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So far, one of the biggest investigations into Erie County mismanagement has led to nothing more than probation and fines against one former employee.

But the Aurora garage saga is far from over.

Former county highway supervisor Douglas H. Naylon was sentenced Monday to probation and fines in the high-profile case alleging abuses of payroll, purchasing and personnel in Erie County's Aurora Highway District in 2001 and 2002.

But at least four other civil lawsuits related to the Aurora garage are pending in federal court. Naylon has also taken administrative legal action against Public Works Commissioner Maria Lehman on hostile work environment charges.

The county's Personnel Department is still battling workers' compensation claims by Naylon and his former general crew chief, Patrick Kennedy.

Finally, another former Aurora garage employee, Daniel M. Sutton, is expected to go to trial Feb. 7 on a number of low-level felony and misdemeanor charges on allegations that he stole and resold expensive, county-owned tires used on heavy equipment.

All these cases amount to a heavy burden on taxpayers. Tens of thousands of dollars have already been spent by five investigating bodies that have looked into Highway Division abuses.

Naylon, a key figure in the investigations, pleaded guilty in August to two misdemeanors for the unauthorized use of a county tractor-trailer on his private property.

Though various investigations have indicated that Naylon violated numerous county policies through wasteful practices and inappropriate personnel decisions, the district attorney's office was unable to show that Naylon's actions rose to the level of felony crime.

Monday, State Supreme Court Justice Russell P. Buscaglia sentenced Naylon to three years' probation. Naylon also will be required to pay $2,870 in fines, restitution and fees.

During sentencing, Deputy District Attorney Mark Sacha repeatedly referred to a lengthy presentencing report from the Probation Department that recommended a tougher sentence for Naylon. The report referred to grand jury findings that burnished Naylon's image as a bully who violated county policies and hurt employees who didn't go along.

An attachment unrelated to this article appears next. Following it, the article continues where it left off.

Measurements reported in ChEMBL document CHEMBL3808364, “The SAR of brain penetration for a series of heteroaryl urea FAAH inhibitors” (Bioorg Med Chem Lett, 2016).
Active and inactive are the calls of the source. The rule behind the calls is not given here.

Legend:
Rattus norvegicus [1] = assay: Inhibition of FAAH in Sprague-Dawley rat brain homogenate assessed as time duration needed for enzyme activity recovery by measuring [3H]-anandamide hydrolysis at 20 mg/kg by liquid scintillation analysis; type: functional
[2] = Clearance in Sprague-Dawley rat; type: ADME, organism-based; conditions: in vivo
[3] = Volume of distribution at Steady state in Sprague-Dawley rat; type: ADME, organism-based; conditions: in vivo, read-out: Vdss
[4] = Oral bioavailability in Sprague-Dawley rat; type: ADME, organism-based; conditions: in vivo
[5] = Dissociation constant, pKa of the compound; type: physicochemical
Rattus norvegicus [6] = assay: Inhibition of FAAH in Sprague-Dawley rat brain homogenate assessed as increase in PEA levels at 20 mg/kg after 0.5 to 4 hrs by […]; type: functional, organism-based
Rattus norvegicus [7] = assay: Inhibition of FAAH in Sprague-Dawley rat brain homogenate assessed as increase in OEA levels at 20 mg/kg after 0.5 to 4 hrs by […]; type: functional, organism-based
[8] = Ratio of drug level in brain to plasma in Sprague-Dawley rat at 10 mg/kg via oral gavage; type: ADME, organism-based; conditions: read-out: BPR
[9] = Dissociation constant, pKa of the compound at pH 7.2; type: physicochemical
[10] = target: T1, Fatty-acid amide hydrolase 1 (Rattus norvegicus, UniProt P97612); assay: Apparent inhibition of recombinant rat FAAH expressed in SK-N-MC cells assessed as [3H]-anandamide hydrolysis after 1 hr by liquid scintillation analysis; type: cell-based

Naylon should face jail time, Sacha said, because of his "greed, arrogance and lack of remorse."

But defense lawyer Paul Cambria rebutted Sacha's characterizations and criticized the presentencing report for containing grand jury findings that have not been subjected to trial or arbitration.

"Grand jury testimony is not proof of anything," Cambria said.

In court, Naylon expressed regret that he caused his family "embarrassment and grief" and asked that he be given a chance to start over.

"I have paid the ultimate price to my family, my friends and my co-workers," he said.

He later added that under his leadership, the Aurora garage had gotten more county projects done than had been completed in the past 20 years. He also said he had been victimized by "political turf wars" and by some county employees who didn't want to adhere to the county's high standards.

Naylon's family members, many who were present in court, expressed relief at the verdict.

Family members of individuals who worked under Naylon, however, were angered and disappointed that Naylon wasn't sent to jail. Confrontations erupted outside the courtroom.

"He's been shown a lot more mercy than my husband's been shown," said Gale Wrobel, whose husband, Timothy, was transferred under disciplinary measures by Naylon.

Timothy Wrobel and former Aurora garage employee Paul Rebrovich have both filed suit against the county, Naylon and other current and former county officials for civil rights violations.

Two former Aurora garage employees allied with Naylon, Kennedy and Frank A. Catalano III, also are suing the county over alleged civil rights violations.


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